Austin was crowned "the Capital of Texas" and for many years served mostly as a bucolic and relatively small outpost for state lawmakers and an internationally renowned University. Today, the University of Texas is considered by some to be the largest in the United States at over 55,000 students, and there are another 75,000 students attending one of many other local educational institutions.

Beginning in the 1970's, some forward-thinking men and women, both from politics (in the interest of economic development) as well as technology (both from East and West Coast centers like New York and a still-in-its-infancy Silicon Valley), began to plant the seeds for an incredible transformation from a college and government town to one of the most significant hotbeds of marketing, design, and creative energy in the United States, a reputation the city appears to be adding to each year. Technology firms appreciated Texas' low business taxes, no state income tax, and other incentives that spurred business instead of restricting it.

The industrial age is over. The United States must and will utilize its comparative advantage as a leader in technological innovation. Knowledge work -- not manufacturing - is the real capital of the United States. Most importantly, knowledge workers can work ANYWHERE (Detroit? Pittsburgh? No Thanks!) -- and that "anywhere" is increasingly attractive. Cities with warm climates, low costs of living, and a great future -- Texas.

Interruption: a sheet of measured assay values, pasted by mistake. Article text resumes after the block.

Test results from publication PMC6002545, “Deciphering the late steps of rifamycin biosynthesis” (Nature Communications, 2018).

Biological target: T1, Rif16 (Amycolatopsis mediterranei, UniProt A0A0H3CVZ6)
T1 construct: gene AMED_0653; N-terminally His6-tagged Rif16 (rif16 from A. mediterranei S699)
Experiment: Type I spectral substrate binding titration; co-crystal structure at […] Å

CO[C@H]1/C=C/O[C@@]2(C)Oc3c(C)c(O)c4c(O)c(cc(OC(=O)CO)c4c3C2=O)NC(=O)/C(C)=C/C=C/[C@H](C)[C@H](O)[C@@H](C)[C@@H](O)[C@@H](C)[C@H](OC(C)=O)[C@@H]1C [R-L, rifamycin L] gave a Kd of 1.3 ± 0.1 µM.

The same reason people want to move to Texas motivates HR managers and entrepreneurs from across the globe to locate their startup and medium size companies in Texas.

For those CEO's, the simple fact that Texas has no state income tax is enough to motivate them to look at alternatives to California and New York. The fact that their employees can actually afford to own a home (take a look for example at the median home price in Orange or Los Angeles county), is a strong and compelling reason to put down roots in the Texas region.

Additionally, there aren't many sacrifices that these business owners have to deal with -- in addition to the lower taxes and happier, more rooted employees, the great weather, cultural amenities, and natural beauty of the area "seals the deal" for many.

Office space is at a record high as homegrown startups compete with prime space for the re-locating firms and for the existing behemoths already in the area.

Have I already missed the boom?


No!


There were a series of events that led to the West Coast's run-up in property values over the last few years, including tight supply constraints, high personal incomes, as well as a flight of capital from the stock markets into property.